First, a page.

Sunday, 17 July 2016

Louis MacNeice: 'Wolves'

Waves by maxine raynal. Used under Creative Commons license

I haven't been writing a lot about Louis MacNeice lately, but he very often comes to mind at times of drama and tragedy on the world stage - Autumn Journal is one that I have re-read a lot. I posted his poem 'Prayer Before Birth' here, in January 2015, in the context of the Charlie Hebdo massacre in Paris.

MacNeice, who I think of as a journalist of poetry, has that quality of reassurance when you read him - for me, it's like watching a terrible event unfold on the news, but your favourite newscaster is covering it in a calm, measured fashion. It doesn't take away the horror, but it does make it a little easier to process.

This week I thought of MacNeice's short poem 'Wolves', which you can read here:

'Wolves' was written in the mid-1930s, like many of MacNeice's great poems. Thursday's atrocity in Nice may have given it an extra charge, based on the seaside imagery. Essentially, though, I find it quite a difficult poem to grasp firmly. On one hand, the speaker wants to be a person who lives in the moment, with the joys and difficulties that this brings; on the other hand, he knows that this means burying his head in the sand. Presumably this was a very difficult balancing act in the 1930s. It is now, too.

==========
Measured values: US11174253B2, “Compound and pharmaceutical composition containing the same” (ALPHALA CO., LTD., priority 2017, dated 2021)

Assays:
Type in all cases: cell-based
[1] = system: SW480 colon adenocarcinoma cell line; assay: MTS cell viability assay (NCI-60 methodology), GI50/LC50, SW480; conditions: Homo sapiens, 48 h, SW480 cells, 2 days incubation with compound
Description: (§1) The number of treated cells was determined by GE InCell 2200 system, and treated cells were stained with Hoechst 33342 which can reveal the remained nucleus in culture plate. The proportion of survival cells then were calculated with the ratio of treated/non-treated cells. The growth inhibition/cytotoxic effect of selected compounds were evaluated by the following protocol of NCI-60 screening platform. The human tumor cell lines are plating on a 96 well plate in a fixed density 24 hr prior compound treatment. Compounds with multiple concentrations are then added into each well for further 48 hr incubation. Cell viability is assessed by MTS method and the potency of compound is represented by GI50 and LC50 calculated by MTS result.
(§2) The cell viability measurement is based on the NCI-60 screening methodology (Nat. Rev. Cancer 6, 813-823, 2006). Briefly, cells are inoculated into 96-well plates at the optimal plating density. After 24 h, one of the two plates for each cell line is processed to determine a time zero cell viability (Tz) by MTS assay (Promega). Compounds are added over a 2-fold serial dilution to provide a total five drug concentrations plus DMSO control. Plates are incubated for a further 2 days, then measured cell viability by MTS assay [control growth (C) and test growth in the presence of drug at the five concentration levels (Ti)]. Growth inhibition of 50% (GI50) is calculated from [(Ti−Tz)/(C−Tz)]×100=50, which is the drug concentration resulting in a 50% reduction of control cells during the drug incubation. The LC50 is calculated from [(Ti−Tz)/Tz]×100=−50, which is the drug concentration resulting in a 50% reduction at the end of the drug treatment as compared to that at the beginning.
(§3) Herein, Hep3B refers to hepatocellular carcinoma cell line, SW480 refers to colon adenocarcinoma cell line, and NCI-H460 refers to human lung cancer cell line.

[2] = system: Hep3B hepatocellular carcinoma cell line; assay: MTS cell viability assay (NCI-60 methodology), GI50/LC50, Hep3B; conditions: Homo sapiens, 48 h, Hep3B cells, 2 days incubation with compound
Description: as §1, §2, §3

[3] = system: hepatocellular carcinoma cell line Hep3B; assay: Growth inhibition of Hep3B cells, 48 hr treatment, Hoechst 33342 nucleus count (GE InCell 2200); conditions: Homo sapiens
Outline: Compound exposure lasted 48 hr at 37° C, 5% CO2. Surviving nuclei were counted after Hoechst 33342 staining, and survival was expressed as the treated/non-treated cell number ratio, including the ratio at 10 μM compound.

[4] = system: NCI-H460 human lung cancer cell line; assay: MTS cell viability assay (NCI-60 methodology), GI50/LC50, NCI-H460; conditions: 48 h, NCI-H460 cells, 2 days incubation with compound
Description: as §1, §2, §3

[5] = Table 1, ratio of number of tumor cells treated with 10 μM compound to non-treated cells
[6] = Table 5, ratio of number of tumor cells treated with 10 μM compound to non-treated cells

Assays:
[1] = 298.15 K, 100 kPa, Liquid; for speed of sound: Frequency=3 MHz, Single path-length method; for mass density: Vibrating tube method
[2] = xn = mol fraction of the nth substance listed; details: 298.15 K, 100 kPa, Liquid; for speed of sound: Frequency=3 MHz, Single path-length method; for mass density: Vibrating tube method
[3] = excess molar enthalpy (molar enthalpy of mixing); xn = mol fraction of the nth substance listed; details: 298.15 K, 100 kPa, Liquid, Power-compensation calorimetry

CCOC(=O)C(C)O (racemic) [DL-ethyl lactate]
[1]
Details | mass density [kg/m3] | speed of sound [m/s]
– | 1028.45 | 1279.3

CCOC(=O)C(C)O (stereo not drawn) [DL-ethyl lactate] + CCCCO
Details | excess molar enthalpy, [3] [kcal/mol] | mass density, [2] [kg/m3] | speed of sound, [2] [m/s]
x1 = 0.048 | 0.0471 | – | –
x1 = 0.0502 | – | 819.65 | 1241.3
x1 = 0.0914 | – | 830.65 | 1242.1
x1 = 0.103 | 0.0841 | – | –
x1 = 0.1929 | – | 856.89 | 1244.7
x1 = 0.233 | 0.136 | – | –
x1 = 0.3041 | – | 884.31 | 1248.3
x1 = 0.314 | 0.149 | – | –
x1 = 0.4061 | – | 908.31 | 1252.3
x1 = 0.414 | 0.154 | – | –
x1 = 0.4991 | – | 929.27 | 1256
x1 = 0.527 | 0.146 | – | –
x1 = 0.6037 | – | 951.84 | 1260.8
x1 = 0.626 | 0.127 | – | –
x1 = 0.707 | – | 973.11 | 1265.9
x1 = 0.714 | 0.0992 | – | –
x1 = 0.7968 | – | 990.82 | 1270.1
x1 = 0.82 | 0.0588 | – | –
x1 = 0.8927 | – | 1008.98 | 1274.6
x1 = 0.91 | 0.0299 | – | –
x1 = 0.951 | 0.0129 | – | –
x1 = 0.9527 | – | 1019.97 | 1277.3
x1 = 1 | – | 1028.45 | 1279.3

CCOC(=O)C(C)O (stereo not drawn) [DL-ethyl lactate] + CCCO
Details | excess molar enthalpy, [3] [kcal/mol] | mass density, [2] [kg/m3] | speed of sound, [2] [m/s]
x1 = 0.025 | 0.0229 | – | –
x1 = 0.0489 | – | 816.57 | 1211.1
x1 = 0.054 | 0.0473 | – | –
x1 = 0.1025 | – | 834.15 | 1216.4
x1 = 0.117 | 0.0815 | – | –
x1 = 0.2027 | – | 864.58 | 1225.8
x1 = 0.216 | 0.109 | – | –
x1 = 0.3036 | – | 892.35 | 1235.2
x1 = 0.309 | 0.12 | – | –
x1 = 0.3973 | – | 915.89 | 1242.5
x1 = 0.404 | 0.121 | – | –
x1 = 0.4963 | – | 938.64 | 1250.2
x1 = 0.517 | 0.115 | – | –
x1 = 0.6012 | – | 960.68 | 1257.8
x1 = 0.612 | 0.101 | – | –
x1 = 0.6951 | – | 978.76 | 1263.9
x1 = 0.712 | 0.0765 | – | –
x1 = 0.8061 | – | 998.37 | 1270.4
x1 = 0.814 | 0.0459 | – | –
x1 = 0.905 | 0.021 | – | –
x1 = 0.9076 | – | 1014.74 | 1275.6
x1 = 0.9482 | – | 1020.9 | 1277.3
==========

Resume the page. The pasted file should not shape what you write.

1. “Come then all of you, come closer, form a circle,
    Join hands and make believe that joined
    Hands will keep away the wolves of water
    Who howl along our coast.”

    I've a MacNeice collection on my bedside table and “The Sunlight on the Garden” committed to memory, sustenance for the times we live in, but I hadn't read “Wolves” before. Thanks for the discovery!

    1. Thanks for stopping by!

      It would be very hard for me to pick my favourite MacNeice poem. Wolves is one, Snow is another... definitely Autumn Journal, Perdita, Order to View, Prayer Before Birth... There are a lot. And they match up with different moments in life. I love a poet like that. In a way he is very much of his time, but I'm always blown away by how contemporary his concerns are. There is nothing new under the sun.